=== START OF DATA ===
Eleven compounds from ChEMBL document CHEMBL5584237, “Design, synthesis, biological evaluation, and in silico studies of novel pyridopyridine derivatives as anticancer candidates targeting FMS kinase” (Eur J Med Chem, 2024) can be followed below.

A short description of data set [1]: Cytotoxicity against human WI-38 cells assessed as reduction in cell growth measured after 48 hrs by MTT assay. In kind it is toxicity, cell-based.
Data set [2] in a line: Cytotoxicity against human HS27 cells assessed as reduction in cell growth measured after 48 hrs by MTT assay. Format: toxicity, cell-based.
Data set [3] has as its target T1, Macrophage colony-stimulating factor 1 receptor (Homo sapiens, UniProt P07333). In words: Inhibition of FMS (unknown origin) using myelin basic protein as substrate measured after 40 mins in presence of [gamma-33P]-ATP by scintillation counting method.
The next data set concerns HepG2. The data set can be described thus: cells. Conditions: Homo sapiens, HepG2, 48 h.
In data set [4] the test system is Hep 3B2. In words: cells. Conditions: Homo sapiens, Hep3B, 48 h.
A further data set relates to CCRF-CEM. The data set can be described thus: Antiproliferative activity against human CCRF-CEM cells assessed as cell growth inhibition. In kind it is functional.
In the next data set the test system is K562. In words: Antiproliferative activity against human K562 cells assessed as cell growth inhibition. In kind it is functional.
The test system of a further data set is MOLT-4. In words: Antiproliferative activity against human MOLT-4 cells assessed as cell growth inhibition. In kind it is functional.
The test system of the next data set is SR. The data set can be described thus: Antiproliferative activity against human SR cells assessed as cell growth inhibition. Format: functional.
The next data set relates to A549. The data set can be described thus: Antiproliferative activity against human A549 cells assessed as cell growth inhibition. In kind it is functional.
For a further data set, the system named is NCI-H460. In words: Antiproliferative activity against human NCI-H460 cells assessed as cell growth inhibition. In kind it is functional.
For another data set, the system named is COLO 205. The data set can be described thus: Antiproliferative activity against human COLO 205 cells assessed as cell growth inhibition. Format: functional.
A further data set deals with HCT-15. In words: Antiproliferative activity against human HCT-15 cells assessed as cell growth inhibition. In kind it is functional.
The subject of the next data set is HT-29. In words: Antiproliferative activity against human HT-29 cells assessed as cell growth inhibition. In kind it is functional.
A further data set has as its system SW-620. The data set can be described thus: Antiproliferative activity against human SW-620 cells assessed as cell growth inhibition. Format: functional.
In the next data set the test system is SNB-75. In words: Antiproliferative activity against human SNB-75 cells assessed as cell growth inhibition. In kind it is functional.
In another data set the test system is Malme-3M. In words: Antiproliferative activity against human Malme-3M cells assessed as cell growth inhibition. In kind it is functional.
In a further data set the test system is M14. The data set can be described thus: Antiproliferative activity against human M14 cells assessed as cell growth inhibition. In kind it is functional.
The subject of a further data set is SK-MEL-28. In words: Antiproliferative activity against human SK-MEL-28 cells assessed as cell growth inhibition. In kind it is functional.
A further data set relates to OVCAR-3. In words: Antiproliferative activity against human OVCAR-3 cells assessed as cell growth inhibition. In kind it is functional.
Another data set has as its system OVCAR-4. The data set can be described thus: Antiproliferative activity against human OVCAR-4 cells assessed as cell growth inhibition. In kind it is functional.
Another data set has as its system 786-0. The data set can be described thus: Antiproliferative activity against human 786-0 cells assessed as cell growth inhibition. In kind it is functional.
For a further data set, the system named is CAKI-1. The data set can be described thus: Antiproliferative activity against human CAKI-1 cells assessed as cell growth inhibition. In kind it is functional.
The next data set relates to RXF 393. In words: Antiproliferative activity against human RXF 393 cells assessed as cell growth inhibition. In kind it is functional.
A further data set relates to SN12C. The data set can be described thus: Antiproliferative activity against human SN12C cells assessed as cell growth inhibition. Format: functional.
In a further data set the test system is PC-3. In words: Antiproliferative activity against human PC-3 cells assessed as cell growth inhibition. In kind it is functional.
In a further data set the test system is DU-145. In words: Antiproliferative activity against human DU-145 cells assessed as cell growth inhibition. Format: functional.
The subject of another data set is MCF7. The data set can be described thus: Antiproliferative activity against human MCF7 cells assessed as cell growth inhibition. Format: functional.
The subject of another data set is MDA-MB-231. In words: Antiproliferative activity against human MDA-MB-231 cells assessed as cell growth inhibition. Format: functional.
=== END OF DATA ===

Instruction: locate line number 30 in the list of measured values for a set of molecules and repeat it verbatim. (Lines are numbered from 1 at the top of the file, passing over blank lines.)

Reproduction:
The subject of another data set is MDA-MB-231. In words: Antiproliferative activity against human MDA-MB-231 cells assessed as cell growth inhibition. Format: functional.